Benefits of old age

Tu's business revenue has grown by 500,000 yuan each year in the past seven years, and the number of people who work for him has gone from just 10 to 40.

Tu expanded his business to just include shooting family documentaries, training people who want to write their own autobiographies and organizing trips for people who share the same surname.

"The rapid growth of my business can be attributed to China's aging society, as over 90 percent of my 4,000 clients were people aged 50 and above, with the oldest at 96," Tu said, adding that elderly people put a higher value on family and ancestors. 

One client in his 70s from the Ningxia Hui Autonomous Region passed away with a memoir written by Tu resting on his chest.

China is aging rapidly, with 212 million people, or 15.5 percent of the total population, aged 60 and above at the end of 2014. It is estimated that the percentage will reach 19.3 percent by 2020 and 38.6 percent by 2050, according to the Ministry of Civil Affairs.

It's not just the aging society that helps Tu. He said his business will further benefit from China's recently eased family planning policy that allows all couples to have two children.

Tu said many clients whose only child is a girl give up on writing their genealogies, because only sons are included in the family tree according to Chinese tradition.

"But with more boys being born in the future, more people will come to me for genealogies," Tu said with as much passion as the other start-up owners in the street.

"Most of the visitors also came to my store out of curiosity, and now my store is quite popular both domestically and internationally," he said, showing off a collection of news clippings from Chinese and foreign media.  

Modern struggles

But the street's rebranding has brought more torment than luck to Tu.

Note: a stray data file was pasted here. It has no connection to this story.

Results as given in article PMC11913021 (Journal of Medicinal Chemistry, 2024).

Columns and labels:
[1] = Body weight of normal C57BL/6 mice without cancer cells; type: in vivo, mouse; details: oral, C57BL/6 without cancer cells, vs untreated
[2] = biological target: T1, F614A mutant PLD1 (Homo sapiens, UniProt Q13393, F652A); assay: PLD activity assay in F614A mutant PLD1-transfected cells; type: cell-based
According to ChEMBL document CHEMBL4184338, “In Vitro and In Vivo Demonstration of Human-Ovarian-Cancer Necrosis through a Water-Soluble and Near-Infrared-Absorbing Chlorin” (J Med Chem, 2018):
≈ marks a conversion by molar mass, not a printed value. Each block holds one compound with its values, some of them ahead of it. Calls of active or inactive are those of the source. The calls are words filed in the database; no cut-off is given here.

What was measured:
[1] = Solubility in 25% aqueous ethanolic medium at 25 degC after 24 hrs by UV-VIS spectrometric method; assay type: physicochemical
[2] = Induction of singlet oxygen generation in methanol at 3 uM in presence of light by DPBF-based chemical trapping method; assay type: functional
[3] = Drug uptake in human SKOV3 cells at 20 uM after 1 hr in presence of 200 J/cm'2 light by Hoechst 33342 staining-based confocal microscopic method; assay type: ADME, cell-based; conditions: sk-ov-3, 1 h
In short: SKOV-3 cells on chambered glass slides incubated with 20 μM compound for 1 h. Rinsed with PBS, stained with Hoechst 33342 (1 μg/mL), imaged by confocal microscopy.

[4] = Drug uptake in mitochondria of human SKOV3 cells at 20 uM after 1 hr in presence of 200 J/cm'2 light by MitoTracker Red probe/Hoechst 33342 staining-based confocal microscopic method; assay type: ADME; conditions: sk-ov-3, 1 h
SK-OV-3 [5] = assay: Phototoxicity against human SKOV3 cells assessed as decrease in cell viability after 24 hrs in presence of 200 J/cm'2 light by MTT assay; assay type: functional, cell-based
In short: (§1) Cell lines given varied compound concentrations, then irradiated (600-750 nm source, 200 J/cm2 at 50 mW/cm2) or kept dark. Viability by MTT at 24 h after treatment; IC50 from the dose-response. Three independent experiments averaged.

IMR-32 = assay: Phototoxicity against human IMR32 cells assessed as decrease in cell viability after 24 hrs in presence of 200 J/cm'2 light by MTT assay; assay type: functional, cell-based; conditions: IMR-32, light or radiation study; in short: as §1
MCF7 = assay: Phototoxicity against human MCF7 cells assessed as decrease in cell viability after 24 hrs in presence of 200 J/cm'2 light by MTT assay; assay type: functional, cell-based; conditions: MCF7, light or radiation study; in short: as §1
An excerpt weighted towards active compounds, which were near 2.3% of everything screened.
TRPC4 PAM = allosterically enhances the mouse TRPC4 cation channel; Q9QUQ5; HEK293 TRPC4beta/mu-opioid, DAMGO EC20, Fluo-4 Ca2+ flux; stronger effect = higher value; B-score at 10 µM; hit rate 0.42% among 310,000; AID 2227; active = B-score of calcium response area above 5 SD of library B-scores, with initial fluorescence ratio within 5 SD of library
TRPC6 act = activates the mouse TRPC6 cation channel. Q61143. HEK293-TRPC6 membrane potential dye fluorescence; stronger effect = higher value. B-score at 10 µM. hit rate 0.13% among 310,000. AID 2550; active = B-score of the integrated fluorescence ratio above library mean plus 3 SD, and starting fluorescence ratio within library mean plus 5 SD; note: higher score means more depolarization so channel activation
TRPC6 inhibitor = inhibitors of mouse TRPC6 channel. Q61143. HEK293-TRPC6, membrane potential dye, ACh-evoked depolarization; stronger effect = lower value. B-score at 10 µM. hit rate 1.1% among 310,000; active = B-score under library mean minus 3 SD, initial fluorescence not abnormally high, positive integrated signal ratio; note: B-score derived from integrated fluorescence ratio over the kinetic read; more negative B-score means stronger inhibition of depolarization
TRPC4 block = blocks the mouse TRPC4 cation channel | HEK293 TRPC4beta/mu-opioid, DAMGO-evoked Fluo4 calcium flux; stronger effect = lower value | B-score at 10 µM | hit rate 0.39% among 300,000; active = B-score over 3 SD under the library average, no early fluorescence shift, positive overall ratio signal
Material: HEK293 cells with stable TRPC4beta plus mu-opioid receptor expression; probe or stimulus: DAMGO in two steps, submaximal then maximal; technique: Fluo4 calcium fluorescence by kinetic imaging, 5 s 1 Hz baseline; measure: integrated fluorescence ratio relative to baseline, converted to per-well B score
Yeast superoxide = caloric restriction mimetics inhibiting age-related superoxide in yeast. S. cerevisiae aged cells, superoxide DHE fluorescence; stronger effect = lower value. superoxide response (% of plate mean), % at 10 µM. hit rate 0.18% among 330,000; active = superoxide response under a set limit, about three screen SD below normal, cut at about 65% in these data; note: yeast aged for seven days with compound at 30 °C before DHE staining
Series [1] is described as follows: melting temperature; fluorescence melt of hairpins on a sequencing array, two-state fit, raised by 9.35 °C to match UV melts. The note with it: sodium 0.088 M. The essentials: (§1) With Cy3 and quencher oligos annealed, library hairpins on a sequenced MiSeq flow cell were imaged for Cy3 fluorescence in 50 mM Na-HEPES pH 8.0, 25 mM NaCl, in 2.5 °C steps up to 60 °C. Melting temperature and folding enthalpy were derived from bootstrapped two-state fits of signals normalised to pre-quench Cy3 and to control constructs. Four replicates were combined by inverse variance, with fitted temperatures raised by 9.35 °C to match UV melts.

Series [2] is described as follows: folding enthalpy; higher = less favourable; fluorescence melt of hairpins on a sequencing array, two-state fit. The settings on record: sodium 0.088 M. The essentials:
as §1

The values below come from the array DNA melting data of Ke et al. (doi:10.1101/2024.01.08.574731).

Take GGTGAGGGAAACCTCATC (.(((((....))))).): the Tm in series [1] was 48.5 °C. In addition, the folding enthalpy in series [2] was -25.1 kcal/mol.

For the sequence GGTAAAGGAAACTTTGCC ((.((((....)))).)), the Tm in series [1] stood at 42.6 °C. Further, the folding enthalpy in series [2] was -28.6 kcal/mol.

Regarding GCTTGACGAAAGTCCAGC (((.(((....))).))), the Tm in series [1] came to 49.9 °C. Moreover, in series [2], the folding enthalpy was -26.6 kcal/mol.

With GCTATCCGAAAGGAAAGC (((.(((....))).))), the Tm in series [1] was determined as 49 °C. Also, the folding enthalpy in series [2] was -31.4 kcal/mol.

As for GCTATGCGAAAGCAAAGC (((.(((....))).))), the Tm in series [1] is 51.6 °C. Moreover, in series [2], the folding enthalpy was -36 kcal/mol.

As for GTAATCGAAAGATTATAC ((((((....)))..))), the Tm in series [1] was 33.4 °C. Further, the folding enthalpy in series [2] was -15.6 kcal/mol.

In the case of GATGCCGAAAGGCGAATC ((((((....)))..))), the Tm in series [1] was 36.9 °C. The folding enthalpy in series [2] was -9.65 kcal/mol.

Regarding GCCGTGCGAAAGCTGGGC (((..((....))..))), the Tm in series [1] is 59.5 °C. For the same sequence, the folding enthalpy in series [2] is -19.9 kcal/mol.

"Waves of young start-ups flooded my store demanding that I make way for their businesses after the street was renamed, and I was totally overwhelmed," Tu recalled.

After the street became the country's innovation hub, it attracted over 20 agencies providing services for Internet start-ups and 400 entrepreneurial teams.

Many young start-ups dismissed Tu's business as a "sunset industry," and asked him to close his store.

"I found that I could not conduct my business, as they kept calling or showing up to try and talk me out of my business," Tu said.

Unable to resist the pressure, Tu was forced to rent out the second floor of his store as a teahouse in March for start-ups to discuss their business ideas.

Tu managed to close the teahouse and reopen it as pact of his store three months later, but his business still shrank.

"My store shrank from three floors to the current one floor after the landlord, who also believed my business was incompatible with the street, put up the total annual rent from 900,000 yuan to 2.8 million yuan," Tu said.

Even the management of the street said that companies not connected with the Internet would gradually be eliminated from the area.

"Under pressure from multiple sources, I am now forced to bring my business online," Tu said.

"But I have no idea how to go about doing this project," he said.